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Lakers Play Mind Games to Stay Ready

Jun 9, 2010 – 6:11 PM
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Chris Tomasson

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Pau GasolBOSTON -- The Lakers could have changed hotels to get away from bad memories of their 39-point drubbing by the Celtics in Game 6 of the 2008 Finals. There are ample luxury hotels in Boston.

But the Lakers keep staying at the same hotel near Boston Common. We won't provide the name only because forward Luke Walton said when the Lakers' location in the Detroit area was publicized during the 2004 Finals, phones rang all night in rooms and horns honked outside. The Lakers lost all three games in Detroit to fall 4-1.

But the Lakers are 3-0 in Boston since they have continued to return to the same hotel where they spent the painful night following the 131-92 loss June 17, 2008, which secured the Celtics' 4-2 Finals win. That's two regular-season wins and Tuesday's 91-84 triumph in Game 3 of the Finals, which gave the Lakers a 2-1 lead.

"Every time I stay in that hotel, it reminds me of the last night I slept there after Game 6 and how bad I felt, and how long of a night it was for us,'' Lakers forward Pau Gasol said Wednesday. "The last two regular-season games I had the same feeling as I do every time I'm there. ... To me it (is motivation staying at that hotel). ... It contributes to remind us what we went through.''

Perhaps it would be giving too much credit to the Zen Master himself, Lakers coach Phil Jackson, for keeping the Lakers in the same hotel. Teams often always stay at the same place in cities regardless of outcomes.

But what the heck. Jackson has 10 rings, and he's the master of mind games. So anything mental going on during these Finals, let's throw him some credit.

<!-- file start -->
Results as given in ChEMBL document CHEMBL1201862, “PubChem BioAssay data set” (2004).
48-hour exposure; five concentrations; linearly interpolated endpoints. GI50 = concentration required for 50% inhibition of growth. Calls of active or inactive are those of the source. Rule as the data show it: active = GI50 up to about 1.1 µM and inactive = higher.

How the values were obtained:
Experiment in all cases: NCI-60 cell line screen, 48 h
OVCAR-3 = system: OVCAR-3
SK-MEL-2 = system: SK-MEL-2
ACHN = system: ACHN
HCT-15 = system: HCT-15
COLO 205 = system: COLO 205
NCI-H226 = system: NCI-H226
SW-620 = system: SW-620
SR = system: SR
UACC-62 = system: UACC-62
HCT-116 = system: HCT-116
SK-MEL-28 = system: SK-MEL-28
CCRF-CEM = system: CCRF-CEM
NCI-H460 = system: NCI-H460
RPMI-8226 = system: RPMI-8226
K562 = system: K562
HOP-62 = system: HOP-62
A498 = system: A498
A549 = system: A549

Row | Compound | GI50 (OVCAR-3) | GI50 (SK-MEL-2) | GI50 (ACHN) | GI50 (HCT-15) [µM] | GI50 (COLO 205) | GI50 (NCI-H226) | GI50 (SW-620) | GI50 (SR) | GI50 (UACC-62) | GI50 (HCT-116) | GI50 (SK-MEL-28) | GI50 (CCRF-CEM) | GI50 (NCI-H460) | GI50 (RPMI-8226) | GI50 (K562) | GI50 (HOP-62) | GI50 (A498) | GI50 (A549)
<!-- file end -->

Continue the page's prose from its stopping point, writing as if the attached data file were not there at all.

That includes Lakers players getting motivation from finding a similar mint on their pillow to the one that arrived the morning of the 2008 Boston massacre. And it includes Lakers center Andrew Bynum using meditation to help him play through a torn meniscus in his right knee that will require surgery after the season.

That's right, meditation. This guy is still a youngster at 22, and he's acting like a seasoned veteran.

"I learned that it's all about how you're looking at it, all about how you think,'' said Bynum, sounding as wise as Jackson and legendary center Kareem Abdul-Jabbar, a Lakers special assistant who practices meditation himself. "I meditate right before the game and I meditate right after pre-game lunch. So I get time to think and visualize what's going to happen during the course of the game. That's kind of like playing the game before you do."

Andrew BynumPerhaps that's one reason why Bynum, who says he reads books on meditation, has been stellar in the Finals despite his bad knee, averaging 13.3 points, 7.3 rebounds and 2.67 blocks. And perhaps one reason why Bynum vows the bum knee he tweaked in the third quarter Tuesday, which resulted in him playing just four fourth-quarter minutes, won't keep him out of Thursday's Game 4.

"I will play,'' said Bynum, who said doctors told him he can expect to have such tweaks and is confident he can log 30-plus minutes Thursday. "I did a little shooting early. I think it will be all right.''

With all that meditation, why would anyone doubt Bynum, even if Jackson said he won't know for sure until Thursday whether Bynum will play? But Jackson did say he's "really optimistic'' of having his center available.

While in Zen mediation, the eyes are said to be half open and looking slightly downward, Bynum said he closes his eyes while sitting in a chair. Told of Bynum's meditation, Celtics forward Glen Davis pretty much rolled his eyes.

"Whatever floats your boat or finds your lost remote,'' said Davis, borrowing a line from the OutKast song "The Whole World.''

Well, maybe the Lakers are helping get their minds in order by remembering what the remotes look like at that certain Boston hotel.

Walton certainly was focused after he surprisingly was inserted 2:15 into Tuesday's game after Ron Artest picked up his second foul. Walton logged 13 minutes, his most this postseason, being steady on defense, hitting a nifty long jumper for his only two points and grabbing two rebounds.

"It just brought up some real bad memories and some real painful memories,'' Walton said of gaining motivation by staying in the same hotel in Boston. "Personally, it just started getting me in a place of putting everything in the world aside and just focusing on winning these games.''

Perhaps if Lakers players meditate in their rooms, they'll be unbeatable for Games 4 and 5 in Boston.

Chris Tomasson can be reached at or on Twitter @christomasson
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